Course Title: Analyse force systems (advanced)
Part B: Course Detail
Teaching Period: Term1 2010
Course Code: CIVE5675
Course Title: Analyse force systems (advanced)
School: 130T Vocational Engineering
Campus: City Campus
Program: C6093 - Advanced Diploma of Engineering Design
Course Contact: Program Manager
Course Contact Phone: +61 3 9925 4468
Course Contact Email: email@example.com
Name and Contact Details of All Other Relevant Staff
Nominal Hours: 60
Regardless of the mode of delivery, represent a guide to the relative teaching time and student effort required to successfully achieve a particular competency/module. This may include not only scheduled classes or workplace visits but also the amount of effort required to undertake, evaluate and complete all assessment requirements, including any non-classroom activities.
Pre-requisites and Co-requisites
EDX130B – Use technical mathematics (basic)
EDX140B – Use technical mathematics (advanced)
EDX100B – Analyse force systems (basic)
This unit covers the competency to extend basic skills and knowledge in calculating forces, moments and stresses to AQF level 5. It brings the level of competency in force and stress analysis to that needed to commence design calculations in either the mechanical or structural field using Australian and/or ISO Design Standards.
National Codes, Titles, Elements and Performance Criteria
National Element Code & Title:
EDX190B Analyse force systems (advanced)
Solve problems using the laws of dry sliding friction.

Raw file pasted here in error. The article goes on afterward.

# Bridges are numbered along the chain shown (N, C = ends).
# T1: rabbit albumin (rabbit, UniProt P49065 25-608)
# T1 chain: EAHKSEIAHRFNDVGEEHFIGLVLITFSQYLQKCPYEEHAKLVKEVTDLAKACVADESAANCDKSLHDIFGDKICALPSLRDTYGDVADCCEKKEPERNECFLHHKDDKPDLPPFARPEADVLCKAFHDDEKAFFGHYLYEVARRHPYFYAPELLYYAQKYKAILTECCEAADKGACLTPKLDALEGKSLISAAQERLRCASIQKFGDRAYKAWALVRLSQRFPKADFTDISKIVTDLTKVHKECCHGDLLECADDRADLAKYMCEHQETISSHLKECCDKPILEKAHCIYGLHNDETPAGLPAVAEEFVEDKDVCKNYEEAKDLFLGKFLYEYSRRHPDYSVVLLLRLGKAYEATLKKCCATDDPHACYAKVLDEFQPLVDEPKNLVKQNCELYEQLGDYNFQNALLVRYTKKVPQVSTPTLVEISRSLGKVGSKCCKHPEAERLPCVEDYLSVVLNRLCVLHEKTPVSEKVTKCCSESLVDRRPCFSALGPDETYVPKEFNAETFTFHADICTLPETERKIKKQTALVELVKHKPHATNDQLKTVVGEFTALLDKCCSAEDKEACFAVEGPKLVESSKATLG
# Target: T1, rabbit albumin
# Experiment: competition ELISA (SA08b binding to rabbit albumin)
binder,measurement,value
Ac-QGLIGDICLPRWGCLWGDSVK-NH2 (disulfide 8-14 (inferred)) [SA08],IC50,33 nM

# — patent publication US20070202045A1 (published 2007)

1.1 The principle of limiting friction and the friction angle can be explained.
Refer to the Elements
Details of Learning Activities
Demonstrate the design process for simple bolted and welded connections using manufacturer’s load capacity tables and appropriate Standards.
Overview the analysis of frames to determine both internal member forces and pin reactions.
Review prior studies in EDX100 covering reactions for determinate structures.
Describe the significance of friction effects in Civil applications, e.g. stability of slopes and retaining walls, and work through sample calculations.
Present formulae and explain the meaning of symbols for thin walled cylinders, shafts, buckling loads and thermal stresses.
Carry out sample calculations on the above.
Participate in individual problem solving activities completed to industry standard related to typical engineering workplace problems requiring determination of:
* Support reactions for determinate structures
* Internal member forces and pin reactions in a truss
* Pin and support reactions for non-coplanar, non-concurrent force system
* Bolt and weld sizes for a connection
* Cylinder wall thickness, shaft sizes, column buckling loads and thermal stresses
* Through discussion determine the effective length of columns in resisting buckling, given examples of end restraints for industrial buildings.
* Collaborate to determine examples of the use of pressure vessels and circular shafts in civil engineering applications.
* Discuss how friction can be of assistance in structural design
See Online Learning Hub for details.
Engineering Mechanics, Val Ivanhoff